Removing Defects From Django Apps

I'm working on a set of Django apps right now. Here are some of the things I'm doing to filter out defects as I work:

Design Review

I do a handwritten (paper) design. I like to design offline — I find that this forces me to do two things. First, to slow down and get it right. Second, to stay at about the right level of abstraction instead of drilling down into too much detail. When I'm done the paper design, I review it against a checklist that I build from mistakes found in downstream phases. My design reviews catch about 70% of the mistakes I make while designing. I'd like that to be higher, but it is definitely worth taking the time to do it. This isn't specific to Django or Python, I do this for all projects.

Written Test Plan

After design review is done, I write (on paper, informally) a unit test plan based on the design. This is only possible when the design is at a low enough level that you can know what the general flow of control looks like through each method. I aim for full branch coverage in my unit tests. This doesn't mean it will be "fully tested", but at least I'll have exercised most of the code. I usually find (and fix) a couple of defects while writing the test plan. This is also something I do for all projects.

Code Review

After I'm done coding, and before I run any of the code, I print it out and review it offline. The following bash alias is helpful (prints 2-up):

# usage: py2pdf OUTPUTFILE INPUTFILE(s)
py2pdf ()
    if [ -f $1 ]; then
        echo $1 exists, aborting;
        echo $*;
        a2ps -A fill -E -2 -C -o - $* | ps2pdf - > $out;

It's controversial, but I like the advice from Watts Humphrey in the PSP: review code before compiling (or in this case, before running any unit tests since there isn't really a compile phase). It forces me to be much more thorough looking for defects since I know that python hasn't filtered anything out yet.

To review the code, I use my checklist which is built in the same way as the design review checklist. I also use the test plan, walking through the code with each test case to see if there are any defects that testing will expose. It's better to fix these now instead of waiting for the unit test to find them. Two reasons: First, it's faster because you can see what the problem is. Second, you may notice something that the unit test won't catch for whatever reason — maybe you don't end up including the right data pattern to catch the defect. Code review is a generic defect removal practice.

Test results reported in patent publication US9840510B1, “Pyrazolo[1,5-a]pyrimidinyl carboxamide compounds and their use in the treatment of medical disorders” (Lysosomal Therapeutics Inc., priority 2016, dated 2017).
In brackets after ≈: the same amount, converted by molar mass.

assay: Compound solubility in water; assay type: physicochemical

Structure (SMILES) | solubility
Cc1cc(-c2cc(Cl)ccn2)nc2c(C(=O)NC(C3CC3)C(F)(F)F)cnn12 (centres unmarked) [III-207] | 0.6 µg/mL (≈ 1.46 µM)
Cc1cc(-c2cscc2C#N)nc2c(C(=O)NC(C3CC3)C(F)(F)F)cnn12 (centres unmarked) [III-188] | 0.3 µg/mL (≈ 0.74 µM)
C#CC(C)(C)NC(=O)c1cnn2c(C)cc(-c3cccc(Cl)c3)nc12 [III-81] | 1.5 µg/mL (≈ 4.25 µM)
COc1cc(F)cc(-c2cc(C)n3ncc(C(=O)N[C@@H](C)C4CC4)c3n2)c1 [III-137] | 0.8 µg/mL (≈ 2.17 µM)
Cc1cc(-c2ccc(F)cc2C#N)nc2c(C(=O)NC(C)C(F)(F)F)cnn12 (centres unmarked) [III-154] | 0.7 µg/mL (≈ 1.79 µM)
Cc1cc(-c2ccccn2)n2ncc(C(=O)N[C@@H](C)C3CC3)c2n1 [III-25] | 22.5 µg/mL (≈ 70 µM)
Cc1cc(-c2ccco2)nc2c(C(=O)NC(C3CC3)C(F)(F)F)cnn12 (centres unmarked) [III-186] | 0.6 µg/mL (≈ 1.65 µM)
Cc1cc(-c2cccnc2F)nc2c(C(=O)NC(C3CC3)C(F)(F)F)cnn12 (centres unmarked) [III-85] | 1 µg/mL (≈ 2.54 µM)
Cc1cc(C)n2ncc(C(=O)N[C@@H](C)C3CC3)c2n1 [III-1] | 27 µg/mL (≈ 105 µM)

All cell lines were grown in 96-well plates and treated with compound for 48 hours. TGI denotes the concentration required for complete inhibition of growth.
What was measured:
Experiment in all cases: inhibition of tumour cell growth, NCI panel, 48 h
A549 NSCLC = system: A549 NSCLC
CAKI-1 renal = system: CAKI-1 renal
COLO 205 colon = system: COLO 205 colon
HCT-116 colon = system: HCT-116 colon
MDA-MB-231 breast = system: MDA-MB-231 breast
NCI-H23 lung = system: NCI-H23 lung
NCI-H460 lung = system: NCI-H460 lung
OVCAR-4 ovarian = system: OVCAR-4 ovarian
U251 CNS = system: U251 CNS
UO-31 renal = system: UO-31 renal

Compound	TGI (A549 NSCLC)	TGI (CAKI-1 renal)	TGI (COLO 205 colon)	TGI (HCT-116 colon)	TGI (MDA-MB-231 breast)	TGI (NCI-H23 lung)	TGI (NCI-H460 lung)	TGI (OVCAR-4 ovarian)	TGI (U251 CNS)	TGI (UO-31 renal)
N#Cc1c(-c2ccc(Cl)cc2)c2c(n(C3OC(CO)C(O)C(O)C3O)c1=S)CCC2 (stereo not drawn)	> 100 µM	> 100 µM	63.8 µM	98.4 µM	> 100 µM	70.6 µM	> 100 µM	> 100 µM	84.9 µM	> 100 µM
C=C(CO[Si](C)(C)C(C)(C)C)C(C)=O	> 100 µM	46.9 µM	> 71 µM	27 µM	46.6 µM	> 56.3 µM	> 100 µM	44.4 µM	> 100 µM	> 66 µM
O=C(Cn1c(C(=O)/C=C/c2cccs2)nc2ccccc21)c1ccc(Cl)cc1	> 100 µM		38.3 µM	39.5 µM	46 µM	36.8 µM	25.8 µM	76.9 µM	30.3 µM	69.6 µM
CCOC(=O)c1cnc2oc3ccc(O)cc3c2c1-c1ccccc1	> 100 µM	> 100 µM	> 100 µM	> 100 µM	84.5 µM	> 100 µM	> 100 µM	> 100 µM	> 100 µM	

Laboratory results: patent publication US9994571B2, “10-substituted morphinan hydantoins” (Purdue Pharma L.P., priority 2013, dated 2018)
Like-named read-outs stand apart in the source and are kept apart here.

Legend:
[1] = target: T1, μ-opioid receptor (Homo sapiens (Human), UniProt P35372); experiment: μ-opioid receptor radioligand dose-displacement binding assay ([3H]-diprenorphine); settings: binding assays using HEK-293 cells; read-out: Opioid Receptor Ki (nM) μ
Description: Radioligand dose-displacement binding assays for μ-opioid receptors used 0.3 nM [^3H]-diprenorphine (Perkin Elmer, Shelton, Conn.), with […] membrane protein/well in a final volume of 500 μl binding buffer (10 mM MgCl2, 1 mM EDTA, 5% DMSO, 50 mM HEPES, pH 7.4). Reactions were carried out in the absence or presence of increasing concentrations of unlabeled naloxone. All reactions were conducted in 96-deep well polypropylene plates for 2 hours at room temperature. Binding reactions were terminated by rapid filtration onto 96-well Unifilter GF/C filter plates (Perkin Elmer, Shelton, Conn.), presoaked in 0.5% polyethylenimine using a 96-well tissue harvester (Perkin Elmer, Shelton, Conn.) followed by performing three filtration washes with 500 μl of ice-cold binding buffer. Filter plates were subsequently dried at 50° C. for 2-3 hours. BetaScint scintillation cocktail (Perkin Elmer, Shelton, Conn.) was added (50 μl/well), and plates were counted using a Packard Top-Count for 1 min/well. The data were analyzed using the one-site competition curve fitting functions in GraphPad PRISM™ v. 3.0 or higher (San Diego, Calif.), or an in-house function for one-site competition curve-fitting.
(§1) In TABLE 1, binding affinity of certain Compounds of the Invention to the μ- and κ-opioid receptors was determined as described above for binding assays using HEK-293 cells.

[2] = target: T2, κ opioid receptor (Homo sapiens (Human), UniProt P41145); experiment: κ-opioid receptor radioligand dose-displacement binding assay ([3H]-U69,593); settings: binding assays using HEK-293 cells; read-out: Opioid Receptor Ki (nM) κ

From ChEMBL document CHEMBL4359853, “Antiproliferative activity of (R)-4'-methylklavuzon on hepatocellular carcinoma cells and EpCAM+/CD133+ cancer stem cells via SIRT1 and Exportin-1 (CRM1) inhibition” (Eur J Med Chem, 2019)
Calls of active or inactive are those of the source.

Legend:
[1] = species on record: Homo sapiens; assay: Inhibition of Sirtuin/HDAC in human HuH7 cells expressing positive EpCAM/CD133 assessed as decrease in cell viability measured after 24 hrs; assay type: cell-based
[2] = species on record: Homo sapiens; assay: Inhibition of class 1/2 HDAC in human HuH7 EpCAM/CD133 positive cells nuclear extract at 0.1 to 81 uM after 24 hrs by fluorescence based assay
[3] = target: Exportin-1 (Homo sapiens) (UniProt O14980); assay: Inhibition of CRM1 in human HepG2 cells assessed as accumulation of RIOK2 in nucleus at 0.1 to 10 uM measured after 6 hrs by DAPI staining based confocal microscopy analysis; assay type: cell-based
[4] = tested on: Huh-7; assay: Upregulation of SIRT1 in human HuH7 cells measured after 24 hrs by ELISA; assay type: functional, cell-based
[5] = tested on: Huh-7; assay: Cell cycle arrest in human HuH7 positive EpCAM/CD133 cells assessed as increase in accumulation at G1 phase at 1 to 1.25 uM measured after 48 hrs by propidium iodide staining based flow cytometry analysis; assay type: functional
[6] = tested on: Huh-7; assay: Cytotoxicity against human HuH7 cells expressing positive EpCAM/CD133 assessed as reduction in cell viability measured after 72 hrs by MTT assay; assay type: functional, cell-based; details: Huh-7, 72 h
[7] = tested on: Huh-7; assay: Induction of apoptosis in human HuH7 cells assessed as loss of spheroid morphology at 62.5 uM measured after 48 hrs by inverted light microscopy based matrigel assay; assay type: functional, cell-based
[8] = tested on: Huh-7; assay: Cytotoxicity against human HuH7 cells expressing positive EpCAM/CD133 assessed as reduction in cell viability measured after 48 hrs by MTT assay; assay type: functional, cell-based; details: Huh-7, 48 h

Unit Test - XHTML Validation

Again, this seems to be controversial though I don't really understand why. Some people don't think valid XHTML is worth much. I validate because I want to make sure that my generated content isn't horribly broken, and — just like compiler warnings — you either validate cleanly or you don't validate at all. As soon as you start ignoring "a couple of silly errors" everything goes downhill.

I wrote an XHTML validator middleware for Django but I haven't yet used it on this project. Why not? Well, I was trying to use Dojo as a javascript library, and it's not possible (or at least not easy) to write valid XHTML while using Dojo widgets. So I had to write some special code in my test harness to strip out all of the Dojo garbage and then validate the result.

I'm using jQuery now, I'm much happier, and I suspect I'll be able to validate using the middleware on my next iteration. (Which involves ripping out the Dojo false starts.)

Validation is generic for any web project. The middleware is specific to Django.

Unit Test - Test Plan

I implement the written test plan using PyUnit, the Django enhancements based on PyUnit, and Selenium for browser-based testing.

My test plan usually generates a lot of test cases (a recent app had over 100 test cases for about 800 lines of Python, 700 of Javascript, and 200 XHTML). So I like to keep them in separate files in a "tests" directory in each app. One trick that I use is to implement a suite() function in my APP/tests/ The suite function globs "APP_tc_*.py" and sorts them by time stamp, most recent first. This way if a test is failing I can make sure that it runs first when I fix the problem and rerun the suite. The other part of the trick is to add an optional argument to the globbing/sorting function that limits the number of test cases returned. So when I need to rerun a test a few times to fix a tricky problem, I don't have to wait for the entire suite to run to get the results of the test-under-development. This is all highly specific to Django development.

Unit Test - Pylint

This is still experimental for me. Pylint generates a lot of noise. Most of what it reports is legitimate, but about 90% are minor (i.e. not-user-impacting) defects. I've had to spend a fair amount of time tuning the report parameters to stifle the noise. The most time consuming part so far has been filtering out results from the test code. I'd like to figure out a way to make pylint skip the test files but there doesn't seem to be a setting for this. On the bright side, it nagged me into making some of my test code more maintainable. Obviously pylint is specific to python, I use other lint-like tools for other projects when the signal-to-noise ratio is high enough.

Unit Test - jslint

I'm a javascript novice, so jslint has been helpful in ferreting out problems that I would not have caught through testing. As I let the feedback from the tool and testing form better design and coding habits/patterns, the signal-to-noise ratio may drop so that this is less effective.

Posted on 2009-01-02 by brian in process .


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2009-03-01 01:59:57

Thanks, I'll check it out.

Brian St. Pierre
2009-03-01 19:48:17
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